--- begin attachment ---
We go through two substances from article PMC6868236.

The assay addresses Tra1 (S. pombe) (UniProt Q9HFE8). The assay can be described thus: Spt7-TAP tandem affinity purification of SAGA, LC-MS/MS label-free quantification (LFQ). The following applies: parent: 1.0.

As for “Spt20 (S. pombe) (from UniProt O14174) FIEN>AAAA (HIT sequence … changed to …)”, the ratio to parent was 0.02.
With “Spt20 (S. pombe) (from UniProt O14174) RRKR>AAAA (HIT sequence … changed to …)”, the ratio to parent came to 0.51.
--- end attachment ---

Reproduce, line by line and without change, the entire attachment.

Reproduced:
We go through two substances from article PMC6868236.

The assay addresses Tra1 (S. pombe) (UniProt Q9HFE8). The assay can be described thus: Spt7-TAP tandem affinity purification of SAGA, LC-MS/MS label-free quantification (LFQ). The following applies: parent: 1.0.

As for “Spt20 (S. pombe) (from UniProt O14174) FIEN>AAAA (HIT sequence … changed to …)”, the ratio to parent was 0.02.
With “Spt20 (S. pombe) (from UniProt O14174) RRKR>AAAA (HIT sequence … changed to …)”, the ratio to parent came to 0.51.